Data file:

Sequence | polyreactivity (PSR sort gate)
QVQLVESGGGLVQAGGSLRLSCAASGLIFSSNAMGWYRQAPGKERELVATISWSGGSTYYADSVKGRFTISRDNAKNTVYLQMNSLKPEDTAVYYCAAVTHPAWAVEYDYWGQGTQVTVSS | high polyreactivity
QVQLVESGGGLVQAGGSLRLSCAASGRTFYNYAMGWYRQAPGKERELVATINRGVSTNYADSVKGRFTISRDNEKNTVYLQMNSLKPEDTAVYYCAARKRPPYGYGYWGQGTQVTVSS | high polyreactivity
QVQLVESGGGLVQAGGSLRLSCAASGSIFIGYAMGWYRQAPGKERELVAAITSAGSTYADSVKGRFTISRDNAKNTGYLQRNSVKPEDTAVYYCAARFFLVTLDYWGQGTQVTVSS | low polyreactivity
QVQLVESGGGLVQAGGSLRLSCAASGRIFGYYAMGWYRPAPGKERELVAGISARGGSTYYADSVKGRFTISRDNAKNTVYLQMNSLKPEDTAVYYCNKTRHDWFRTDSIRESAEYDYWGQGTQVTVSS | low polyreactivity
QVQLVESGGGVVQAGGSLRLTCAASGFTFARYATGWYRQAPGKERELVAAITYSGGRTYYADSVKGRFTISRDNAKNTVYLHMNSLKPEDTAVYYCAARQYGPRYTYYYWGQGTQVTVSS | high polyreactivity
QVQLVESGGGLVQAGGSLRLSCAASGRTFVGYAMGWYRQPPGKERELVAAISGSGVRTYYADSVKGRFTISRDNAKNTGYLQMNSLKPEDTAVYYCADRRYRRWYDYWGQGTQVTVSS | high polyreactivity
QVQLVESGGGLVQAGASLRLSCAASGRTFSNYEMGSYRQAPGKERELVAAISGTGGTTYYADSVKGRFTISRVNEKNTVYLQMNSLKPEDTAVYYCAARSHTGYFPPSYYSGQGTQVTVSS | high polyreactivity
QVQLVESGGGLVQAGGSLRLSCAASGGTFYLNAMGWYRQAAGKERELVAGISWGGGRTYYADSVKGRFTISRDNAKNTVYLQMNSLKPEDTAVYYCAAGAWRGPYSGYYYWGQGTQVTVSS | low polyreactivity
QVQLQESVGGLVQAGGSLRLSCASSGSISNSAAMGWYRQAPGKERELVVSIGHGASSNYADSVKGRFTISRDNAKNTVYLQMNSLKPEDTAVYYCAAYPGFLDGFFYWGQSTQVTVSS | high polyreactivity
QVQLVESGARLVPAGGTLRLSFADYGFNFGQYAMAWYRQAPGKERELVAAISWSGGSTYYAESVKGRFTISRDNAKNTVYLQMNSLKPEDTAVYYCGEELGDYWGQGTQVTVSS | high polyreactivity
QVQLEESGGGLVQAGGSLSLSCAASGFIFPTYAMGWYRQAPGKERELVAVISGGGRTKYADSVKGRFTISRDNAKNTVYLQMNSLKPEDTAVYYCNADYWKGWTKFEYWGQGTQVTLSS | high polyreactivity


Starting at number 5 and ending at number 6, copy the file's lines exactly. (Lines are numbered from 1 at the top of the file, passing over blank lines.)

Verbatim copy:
QVQLVESGGGLVQAGGSLRLSCAASGRIFGYYAMGWYRPAPGKERELVAGISARGGSTYYADSVKGRFTISRDNAKNTVYLQMNSLKPEDTAVYYCNKTRHDWFRTDSIRESAEYDYWGQGTQVTVSS | low polyreactivity
QVQLVESGGGVVQAGGSLRLTCAASGFTFARYATGWYRQAPGKERELVAAITYSGGRTYYADSVKGRFTISRDNAKNTVYLHMNSLKPEDTAVYYCAARQYGPRYTYYYWGQGTQVTVSS | high polyreactivity